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During Wednesday’s Board of Trustees meeting, Vice Chancellor for University Development David Routh reported on donations to the University in the aftermath of the report, released nearly one month ago by independent investigator Kenneth Wainstein.

“I can tell you there was definitely development activity going on in the past month, but it’s also been a little unusual, if you know what I mean,” he said.

Donations given as of Sept. 19, 2014 were 34 percent higher than Sept. 19, 2013. On Nov. 14, 2014, in contrast, donations were only 6 percent higher than they had been on Nov. 14, 2013.

“When we talked about the numbers the last time, we were talking about that top line that was up 34 percent. Trustee (Don) Curtis made me promise we’d be able to hold onto that until the end of the year, and I told him I wasn’t sure we would,” he said.

He said the latest numbers, released Wednesday, show the 2013-14 contrast improving to 9 percent from 6 percent.

The development office carefully tracks the reasons people give for not making donations during nightly fundraising calls. Routh said only about 5 percent have cited Wainstein as their reason in the past three weeks.

Faculty chairman Bruce Cairns called the findings of the Wainstein report unacceptable and said he was disappointed in the faculty implicated in the report.

“As faculty, we let down our students, our University and the people of the state of North Carolina,” Cairns said. “We are sorry.”

Provost Jim Dean reiterated that the academic irregularities took place many years ago, and he said more than 75 reforms to institutional leadership were implemented before the report came out.

“We’ve moved into a different era in terms of our ability to track and monitor what is going on in the classroom,” Dean said.

The reforms included greater oversight of independent study courses. Faculty teaching independent study courses must complete a learning contract, have their syllabuses reviewed and can only teach two students per semester.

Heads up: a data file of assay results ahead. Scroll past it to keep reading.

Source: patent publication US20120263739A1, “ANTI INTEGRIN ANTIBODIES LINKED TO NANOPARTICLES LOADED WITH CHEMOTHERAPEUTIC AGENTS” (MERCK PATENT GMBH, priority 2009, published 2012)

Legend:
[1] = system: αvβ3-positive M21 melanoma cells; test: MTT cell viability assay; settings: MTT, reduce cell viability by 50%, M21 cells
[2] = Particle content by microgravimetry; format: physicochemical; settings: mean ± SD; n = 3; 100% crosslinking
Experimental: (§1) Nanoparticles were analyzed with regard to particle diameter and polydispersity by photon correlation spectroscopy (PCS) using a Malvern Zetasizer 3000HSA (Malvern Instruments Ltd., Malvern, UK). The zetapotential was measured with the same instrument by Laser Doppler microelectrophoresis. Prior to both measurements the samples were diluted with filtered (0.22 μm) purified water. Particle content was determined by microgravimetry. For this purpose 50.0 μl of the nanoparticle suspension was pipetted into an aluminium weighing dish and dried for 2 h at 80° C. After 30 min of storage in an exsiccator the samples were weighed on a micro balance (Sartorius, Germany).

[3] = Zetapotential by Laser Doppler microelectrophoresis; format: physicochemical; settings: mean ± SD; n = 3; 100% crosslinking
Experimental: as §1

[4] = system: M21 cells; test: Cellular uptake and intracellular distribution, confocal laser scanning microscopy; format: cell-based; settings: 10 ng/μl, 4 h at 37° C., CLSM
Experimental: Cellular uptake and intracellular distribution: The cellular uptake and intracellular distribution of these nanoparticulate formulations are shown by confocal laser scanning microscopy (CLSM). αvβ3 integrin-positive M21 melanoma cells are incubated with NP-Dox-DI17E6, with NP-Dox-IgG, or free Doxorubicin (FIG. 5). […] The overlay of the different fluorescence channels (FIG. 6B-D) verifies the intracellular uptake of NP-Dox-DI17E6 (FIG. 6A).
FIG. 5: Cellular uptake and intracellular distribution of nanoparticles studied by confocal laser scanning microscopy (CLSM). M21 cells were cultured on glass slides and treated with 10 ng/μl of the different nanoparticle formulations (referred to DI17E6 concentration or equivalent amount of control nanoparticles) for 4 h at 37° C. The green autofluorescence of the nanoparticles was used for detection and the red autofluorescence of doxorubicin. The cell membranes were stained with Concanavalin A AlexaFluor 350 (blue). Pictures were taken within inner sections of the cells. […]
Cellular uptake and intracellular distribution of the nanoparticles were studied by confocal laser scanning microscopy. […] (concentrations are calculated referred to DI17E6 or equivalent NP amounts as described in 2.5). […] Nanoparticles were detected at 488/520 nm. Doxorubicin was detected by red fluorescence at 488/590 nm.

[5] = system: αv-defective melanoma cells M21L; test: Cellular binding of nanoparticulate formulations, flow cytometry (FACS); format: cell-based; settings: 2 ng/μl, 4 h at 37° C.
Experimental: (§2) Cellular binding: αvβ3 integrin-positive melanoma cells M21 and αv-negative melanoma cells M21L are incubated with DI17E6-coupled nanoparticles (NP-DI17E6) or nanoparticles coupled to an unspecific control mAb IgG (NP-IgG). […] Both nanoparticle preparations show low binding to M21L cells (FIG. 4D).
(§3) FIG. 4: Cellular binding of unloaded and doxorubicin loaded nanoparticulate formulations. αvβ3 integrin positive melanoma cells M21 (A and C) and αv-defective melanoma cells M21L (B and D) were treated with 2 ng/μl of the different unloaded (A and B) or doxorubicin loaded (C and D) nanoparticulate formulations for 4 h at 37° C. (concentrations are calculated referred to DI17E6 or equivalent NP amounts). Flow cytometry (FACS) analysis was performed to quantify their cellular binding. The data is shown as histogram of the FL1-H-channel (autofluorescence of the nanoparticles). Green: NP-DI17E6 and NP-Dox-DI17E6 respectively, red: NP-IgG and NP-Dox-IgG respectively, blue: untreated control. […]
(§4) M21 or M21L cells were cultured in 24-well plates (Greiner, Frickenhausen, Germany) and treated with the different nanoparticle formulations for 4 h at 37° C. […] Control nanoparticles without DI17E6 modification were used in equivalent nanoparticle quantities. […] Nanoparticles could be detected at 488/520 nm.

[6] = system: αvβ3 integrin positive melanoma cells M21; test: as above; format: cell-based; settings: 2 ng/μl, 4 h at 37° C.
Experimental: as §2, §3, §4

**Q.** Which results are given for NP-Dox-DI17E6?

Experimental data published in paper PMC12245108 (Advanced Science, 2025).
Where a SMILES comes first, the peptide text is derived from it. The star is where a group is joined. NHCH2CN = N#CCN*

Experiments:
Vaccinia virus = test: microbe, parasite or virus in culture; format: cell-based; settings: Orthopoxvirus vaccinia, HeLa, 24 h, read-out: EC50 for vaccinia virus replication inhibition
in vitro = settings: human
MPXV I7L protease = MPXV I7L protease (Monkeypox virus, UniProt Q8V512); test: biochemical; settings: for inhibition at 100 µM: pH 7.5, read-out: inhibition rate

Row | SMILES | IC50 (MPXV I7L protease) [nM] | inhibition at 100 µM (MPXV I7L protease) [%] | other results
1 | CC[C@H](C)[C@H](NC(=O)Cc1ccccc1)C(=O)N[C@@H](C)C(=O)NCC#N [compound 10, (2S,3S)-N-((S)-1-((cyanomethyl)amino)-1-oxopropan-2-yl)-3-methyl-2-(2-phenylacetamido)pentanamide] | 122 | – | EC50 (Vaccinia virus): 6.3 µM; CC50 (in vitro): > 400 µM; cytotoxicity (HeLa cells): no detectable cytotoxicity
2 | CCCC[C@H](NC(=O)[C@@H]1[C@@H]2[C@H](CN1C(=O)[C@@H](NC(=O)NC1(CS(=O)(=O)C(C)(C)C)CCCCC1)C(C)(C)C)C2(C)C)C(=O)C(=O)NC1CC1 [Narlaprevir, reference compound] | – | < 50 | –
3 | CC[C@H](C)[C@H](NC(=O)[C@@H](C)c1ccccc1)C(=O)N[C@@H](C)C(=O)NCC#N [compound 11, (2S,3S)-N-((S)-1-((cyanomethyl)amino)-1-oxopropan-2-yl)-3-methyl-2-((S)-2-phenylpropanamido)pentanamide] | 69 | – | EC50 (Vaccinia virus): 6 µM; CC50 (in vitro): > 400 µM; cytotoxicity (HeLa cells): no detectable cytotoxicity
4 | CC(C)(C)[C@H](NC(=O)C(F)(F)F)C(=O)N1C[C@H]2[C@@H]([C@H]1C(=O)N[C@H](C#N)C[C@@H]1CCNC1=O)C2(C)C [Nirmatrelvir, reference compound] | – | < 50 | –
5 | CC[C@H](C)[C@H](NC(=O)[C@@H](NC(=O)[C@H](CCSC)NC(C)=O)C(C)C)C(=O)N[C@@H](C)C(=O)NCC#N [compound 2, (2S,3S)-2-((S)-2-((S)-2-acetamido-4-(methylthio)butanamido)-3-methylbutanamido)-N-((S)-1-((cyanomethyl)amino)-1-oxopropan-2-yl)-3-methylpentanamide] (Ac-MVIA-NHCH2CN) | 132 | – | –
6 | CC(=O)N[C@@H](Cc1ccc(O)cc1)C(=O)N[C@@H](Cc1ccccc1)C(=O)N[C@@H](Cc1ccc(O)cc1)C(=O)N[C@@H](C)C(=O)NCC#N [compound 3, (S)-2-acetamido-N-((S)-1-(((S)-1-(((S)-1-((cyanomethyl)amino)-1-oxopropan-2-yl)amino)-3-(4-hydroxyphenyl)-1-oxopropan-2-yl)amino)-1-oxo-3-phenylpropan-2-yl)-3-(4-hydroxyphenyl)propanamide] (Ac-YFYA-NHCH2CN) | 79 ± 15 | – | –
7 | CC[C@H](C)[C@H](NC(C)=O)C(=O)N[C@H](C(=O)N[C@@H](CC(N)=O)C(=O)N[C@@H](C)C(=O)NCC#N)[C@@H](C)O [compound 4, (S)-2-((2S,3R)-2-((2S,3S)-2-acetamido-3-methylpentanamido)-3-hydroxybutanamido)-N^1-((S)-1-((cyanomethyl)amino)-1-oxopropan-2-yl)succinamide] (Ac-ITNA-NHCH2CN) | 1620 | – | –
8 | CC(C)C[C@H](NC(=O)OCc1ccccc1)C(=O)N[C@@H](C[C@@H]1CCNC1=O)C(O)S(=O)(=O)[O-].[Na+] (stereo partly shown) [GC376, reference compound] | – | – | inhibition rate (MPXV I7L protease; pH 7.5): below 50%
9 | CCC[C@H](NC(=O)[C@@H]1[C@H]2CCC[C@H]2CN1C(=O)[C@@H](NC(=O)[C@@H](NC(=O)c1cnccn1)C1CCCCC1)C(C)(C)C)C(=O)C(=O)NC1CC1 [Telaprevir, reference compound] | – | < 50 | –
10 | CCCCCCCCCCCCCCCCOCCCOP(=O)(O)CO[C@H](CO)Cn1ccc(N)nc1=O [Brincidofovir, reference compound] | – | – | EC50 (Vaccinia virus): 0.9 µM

Student Body President Andrew Powell said these reforms discourage professors from offering independent study courses.

“I do worry that we become too intrusive,” Dean said.

Many of the reforms concerned oversight of student-athlete academics.

A program called “My Academic Plan,” implemented in 2013, encourages student-athletes to focus on weekly academic goals. In 2012, the Department of Athletics hired a consulting firm to assess compliance and culture within the department.

Trustee Alston Gardner said he worried some professors would look unfavorably upon student-athletes enrolled in their courses due to the findings of the report.

“Student-athletes are a very important part of the University and need to be welcomed here like any other student,” Trustee Charles Duckett said. “I was disappointed in people who chose to blame students, even partially.”

Faculty Athletics Committee chairwoman Joy Renner described the reforms she implemented when she became chairwoman in 2012. Committee members are assigned to monitor a sports team as well as an issue area, such as student-athlete admissions or advising.

Many of the reforms brought up in the meeting occurred before the release of the Wainstein report.

“You’re not going to see anybody doing a victory dance any time soon. We’ve got our heads down working,” Dean said.

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